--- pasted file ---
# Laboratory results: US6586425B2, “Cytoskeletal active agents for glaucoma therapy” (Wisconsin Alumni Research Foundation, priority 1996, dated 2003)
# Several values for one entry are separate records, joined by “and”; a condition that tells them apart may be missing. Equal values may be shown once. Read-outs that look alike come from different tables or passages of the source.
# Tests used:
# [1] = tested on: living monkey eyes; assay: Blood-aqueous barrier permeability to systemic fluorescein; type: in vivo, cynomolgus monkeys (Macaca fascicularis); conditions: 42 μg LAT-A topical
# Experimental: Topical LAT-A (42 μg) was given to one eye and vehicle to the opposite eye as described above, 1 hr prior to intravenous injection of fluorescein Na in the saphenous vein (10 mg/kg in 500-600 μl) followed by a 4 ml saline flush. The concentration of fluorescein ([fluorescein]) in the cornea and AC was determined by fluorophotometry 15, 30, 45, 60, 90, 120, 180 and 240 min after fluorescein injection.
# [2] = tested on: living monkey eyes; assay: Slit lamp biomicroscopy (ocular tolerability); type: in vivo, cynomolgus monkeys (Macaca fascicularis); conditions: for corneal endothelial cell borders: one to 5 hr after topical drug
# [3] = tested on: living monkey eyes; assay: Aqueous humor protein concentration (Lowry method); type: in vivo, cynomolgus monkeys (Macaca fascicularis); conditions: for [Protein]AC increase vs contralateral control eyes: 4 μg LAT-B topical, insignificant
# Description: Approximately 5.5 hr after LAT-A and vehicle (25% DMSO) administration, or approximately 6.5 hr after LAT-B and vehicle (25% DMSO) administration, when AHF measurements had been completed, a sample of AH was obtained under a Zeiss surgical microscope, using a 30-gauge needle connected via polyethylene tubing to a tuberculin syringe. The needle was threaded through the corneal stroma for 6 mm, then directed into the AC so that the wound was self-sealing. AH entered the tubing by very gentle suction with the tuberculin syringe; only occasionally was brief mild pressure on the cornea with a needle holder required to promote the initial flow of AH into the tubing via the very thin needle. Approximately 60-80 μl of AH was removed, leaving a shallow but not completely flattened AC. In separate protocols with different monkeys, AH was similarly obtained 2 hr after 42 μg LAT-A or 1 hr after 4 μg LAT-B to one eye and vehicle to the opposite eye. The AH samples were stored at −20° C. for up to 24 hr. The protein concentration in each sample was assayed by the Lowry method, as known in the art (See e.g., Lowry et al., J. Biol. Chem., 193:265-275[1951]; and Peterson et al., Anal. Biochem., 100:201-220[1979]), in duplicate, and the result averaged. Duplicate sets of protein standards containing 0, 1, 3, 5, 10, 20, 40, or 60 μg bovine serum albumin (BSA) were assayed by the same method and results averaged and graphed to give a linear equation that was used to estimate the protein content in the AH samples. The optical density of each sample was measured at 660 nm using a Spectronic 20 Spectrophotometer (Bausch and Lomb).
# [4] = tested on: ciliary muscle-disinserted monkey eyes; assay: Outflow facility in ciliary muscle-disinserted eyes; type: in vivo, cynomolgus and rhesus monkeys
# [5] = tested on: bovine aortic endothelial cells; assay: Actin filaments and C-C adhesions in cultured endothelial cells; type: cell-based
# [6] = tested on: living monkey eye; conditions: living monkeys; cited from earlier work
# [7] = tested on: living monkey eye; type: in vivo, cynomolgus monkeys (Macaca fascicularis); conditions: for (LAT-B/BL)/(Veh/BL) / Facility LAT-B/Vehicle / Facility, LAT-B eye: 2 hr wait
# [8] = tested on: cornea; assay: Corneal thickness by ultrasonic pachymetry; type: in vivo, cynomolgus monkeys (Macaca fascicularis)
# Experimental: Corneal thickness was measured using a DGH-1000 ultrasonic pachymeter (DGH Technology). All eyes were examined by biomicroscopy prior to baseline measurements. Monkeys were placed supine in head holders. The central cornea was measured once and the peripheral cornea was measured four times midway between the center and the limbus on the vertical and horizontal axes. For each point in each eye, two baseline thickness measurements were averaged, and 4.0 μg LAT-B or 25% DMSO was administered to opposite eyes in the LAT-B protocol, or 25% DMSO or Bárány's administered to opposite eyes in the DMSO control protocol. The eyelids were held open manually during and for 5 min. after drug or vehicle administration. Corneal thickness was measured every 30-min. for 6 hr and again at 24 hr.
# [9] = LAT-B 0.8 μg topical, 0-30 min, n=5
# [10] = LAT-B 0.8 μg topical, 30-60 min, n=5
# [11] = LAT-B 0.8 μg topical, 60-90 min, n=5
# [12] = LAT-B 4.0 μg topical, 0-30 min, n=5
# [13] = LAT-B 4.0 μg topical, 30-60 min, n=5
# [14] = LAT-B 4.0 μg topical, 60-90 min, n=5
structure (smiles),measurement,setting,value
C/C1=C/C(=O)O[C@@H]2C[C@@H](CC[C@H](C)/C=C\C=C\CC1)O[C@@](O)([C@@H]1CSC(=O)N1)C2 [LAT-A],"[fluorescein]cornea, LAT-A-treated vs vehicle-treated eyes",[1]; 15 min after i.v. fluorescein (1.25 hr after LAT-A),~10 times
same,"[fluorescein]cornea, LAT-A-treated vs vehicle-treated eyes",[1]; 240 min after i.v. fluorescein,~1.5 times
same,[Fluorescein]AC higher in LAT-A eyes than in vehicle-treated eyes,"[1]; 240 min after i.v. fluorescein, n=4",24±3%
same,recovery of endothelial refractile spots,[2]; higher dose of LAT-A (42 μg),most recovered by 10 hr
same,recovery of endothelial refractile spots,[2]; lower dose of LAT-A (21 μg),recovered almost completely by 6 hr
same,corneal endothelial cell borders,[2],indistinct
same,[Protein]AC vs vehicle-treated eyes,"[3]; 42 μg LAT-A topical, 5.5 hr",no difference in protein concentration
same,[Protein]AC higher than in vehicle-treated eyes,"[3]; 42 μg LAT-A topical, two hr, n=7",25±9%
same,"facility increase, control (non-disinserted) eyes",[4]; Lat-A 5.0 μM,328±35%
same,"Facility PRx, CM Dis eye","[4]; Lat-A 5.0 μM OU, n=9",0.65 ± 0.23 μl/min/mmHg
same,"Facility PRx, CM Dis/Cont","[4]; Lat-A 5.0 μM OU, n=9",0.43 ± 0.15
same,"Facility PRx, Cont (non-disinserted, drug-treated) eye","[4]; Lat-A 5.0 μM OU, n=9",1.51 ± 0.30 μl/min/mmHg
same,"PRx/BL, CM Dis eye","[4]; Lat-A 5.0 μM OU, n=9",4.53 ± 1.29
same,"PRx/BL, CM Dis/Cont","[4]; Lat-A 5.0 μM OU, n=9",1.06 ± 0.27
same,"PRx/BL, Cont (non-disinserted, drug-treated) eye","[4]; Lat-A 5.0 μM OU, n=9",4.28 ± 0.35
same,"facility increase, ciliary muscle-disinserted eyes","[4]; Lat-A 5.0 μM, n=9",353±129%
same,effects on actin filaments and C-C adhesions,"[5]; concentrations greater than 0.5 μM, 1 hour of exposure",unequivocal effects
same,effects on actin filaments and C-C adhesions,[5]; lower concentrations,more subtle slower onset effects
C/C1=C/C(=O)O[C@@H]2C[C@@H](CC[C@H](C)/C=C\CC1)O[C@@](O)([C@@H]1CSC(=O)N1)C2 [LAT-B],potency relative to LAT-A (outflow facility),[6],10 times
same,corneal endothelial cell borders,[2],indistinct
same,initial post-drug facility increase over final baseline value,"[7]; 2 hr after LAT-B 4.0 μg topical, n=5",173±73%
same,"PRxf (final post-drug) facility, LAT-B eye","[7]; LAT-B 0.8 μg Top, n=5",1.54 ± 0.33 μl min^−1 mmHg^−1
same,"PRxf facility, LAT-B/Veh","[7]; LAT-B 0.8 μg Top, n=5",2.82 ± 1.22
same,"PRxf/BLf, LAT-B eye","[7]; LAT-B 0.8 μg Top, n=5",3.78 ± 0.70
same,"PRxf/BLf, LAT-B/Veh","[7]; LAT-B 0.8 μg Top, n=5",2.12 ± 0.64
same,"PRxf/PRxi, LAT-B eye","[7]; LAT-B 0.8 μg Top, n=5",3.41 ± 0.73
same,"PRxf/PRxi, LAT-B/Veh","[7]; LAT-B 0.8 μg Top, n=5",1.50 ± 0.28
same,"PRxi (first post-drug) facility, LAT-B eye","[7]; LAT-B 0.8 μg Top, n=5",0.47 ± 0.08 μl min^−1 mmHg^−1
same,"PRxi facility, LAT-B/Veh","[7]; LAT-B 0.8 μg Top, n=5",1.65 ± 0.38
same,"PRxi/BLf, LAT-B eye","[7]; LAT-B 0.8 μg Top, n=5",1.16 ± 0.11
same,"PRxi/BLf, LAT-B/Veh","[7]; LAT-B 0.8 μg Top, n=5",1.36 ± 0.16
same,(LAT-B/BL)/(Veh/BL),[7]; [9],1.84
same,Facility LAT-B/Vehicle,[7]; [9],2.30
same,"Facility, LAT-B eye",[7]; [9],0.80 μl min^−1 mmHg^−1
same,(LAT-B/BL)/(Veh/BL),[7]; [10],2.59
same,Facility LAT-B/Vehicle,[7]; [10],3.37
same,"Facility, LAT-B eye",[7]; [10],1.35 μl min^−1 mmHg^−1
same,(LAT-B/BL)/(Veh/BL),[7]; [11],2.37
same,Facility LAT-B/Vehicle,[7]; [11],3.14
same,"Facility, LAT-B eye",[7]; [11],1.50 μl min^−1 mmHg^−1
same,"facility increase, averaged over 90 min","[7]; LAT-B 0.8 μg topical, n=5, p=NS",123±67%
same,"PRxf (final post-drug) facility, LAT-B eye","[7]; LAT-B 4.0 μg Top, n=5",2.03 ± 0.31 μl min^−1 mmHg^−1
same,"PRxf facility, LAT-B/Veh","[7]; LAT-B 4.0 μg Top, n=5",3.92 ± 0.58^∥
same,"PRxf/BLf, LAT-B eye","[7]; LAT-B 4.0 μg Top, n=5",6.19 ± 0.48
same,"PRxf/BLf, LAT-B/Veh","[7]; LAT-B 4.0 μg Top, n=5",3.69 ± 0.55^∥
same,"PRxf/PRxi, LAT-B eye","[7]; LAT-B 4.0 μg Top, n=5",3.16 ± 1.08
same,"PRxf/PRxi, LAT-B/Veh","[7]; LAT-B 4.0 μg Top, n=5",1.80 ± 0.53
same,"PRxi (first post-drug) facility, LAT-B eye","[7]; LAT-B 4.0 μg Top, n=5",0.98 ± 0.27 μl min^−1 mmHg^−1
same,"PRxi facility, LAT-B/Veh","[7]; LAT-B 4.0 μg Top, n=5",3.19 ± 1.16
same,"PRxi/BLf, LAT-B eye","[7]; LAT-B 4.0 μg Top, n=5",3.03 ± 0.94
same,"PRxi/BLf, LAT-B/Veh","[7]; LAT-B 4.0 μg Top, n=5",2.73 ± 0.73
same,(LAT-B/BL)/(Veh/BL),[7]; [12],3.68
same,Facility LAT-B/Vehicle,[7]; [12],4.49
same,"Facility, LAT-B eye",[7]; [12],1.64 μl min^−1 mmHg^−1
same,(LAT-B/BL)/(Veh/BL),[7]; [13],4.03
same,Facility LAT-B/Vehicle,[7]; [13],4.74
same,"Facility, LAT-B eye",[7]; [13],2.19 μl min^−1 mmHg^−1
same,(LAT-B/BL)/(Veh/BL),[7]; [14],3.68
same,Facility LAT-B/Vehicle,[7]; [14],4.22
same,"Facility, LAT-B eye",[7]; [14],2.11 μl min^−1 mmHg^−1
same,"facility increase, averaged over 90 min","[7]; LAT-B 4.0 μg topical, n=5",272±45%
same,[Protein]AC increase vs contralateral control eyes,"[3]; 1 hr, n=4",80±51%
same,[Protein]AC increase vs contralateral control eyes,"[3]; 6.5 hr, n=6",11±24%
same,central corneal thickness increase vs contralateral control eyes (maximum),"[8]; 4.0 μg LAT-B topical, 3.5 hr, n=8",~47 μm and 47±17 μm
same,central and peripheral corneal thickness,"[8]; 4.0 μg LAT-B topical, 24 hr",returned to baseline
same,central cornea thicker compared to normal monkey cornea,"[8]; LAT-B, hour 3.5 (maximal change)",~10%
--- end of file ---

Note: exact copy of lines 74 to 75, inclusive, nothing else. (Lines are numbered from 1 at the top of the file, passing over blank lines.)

same,Facility LAT-B/Vehicle,[7]; [12],4.49
same,"Facility, LAT-B eye",[7]; [12],1.64 μl min^−1 mmHg^−1